Hemingway’s Advice for Storytellers

Hemmingway, via my friend David Habecker:


I ran across this reference to Hemingway today and thought you might appreciate it, with its obvious application to much so-called “Christian literature”:

“No good book has ever been written that has in it symbols arrived at beforehand and stuck in,” says Hemingway. “That kind of symbol sticks out like raisins in raisin bread. Raisin bread is all right, but plain bread is better.” He opens two bottles of beer and continues: “I tried to make a real old man, a real boy, a real sea and a real fish and real sharks. But if I made them good and true enough they would mean many things. The hardest thing is to make something really true and sometimes truer than true.”

The quote is from an article about Hemingway in TIME as referenced on Andrew Sullivan’s blog “The Daily Dish.”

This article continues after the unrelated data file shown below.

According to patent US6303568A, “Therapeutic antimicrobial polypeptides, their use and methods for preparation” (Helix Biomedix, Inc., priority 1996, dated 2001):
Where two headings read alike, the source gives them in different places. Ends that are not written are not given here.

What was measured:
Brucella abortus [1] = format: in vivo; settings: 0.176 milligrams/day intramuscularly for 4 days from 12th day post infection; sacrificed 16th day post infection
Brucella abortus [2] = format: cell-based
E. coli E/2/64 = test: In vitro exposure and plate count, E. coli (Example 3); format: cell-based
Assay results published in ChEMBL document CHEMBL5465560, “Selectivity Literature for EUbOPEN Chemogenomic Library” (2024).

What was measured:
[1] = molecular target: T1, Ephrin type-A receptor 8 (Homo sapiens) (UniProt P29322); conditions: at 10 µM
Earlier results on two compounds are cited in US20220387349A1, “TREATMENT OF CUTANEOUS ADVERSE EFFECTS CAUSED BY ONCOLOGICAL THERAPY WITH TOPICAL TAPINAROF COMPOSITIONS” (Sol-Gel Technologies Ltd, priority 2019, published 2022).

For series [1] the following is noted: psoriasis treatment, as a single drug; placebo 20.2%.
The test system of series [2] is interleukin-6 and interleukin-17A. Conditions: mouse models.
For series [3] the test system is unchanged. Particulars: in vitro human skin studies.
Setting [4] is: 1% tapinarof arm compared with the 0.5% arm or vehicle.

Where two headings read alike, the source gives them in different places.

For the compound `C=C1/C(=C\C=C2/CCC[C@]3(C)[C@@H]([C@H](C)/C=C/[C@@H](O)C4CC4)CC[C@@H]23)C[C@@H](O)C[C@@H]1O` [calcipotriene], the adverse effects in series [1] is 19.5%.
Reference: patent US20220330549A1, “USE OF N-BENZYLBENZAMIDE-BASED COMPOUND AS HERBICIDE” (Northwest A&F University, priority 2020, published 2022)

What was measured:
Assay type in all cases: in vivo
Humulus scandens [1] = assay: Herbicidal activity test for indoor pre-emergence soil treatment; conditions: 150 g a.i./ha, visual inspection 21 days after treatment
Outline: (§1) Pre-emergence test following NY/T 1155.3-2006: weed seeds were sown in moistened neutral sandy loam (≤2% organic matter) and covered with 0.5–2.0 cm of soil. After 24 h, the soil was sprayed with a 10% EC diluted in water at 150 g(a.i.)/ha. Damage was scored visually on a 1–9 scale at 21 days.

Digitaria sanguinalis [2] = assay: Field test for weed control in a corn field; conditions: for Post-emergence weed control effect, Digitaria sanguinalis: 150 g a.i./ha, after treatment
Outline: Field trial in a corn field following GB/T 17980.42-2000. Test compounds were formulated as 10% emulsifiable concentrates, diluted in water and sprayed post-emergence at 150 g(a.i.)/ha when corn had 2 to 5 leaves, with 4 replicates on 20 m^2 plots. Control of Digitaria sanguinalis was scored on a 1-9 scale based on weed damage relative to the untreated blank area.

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About Jeffrey Overstreet

Jeffrey Overstreet departed the Patheos network in order to escape click-bait advertisements that were offending him and his readers. He will re-launch Looking Closer at lookingcloser.org soon. He is the author of The Auralia Thread, a four-volume fantasy series that begins with Auralia's Colors, and a memoir of "dangerous moviegoing" called Through a Screen Darkly. He teaches creative writing and film studies; speaks internationally about art and faith; served as Writer-in-Residence at Covenant College; and is employed by Seattle Pacific University as a project manager, copyeditor, and writer.

  • facesunveiled

    I think it has more to do with how creative and fresh the symbols are than when/how they become symbols or when they’re inserted. The taxidermied whale in Werckmeister Harmonies, for example, is what I’d call a freestanding symbol, but it’s just so startling and mysterious that I still can’t get it out of my head. I didn’t think The Prince character was nearly as interesting, by the way.

  • joelpk

    Hi Jeffrey,
    That quote rings true.
    I just finished an audio book of “The Old Man and the Sea”, read by Mr. Charlton Heston. Those were the realest characters I’ve come across in a long time. (And the reader resisted the urge to add “I will turn aside and see this great sight” with teeth clenched.)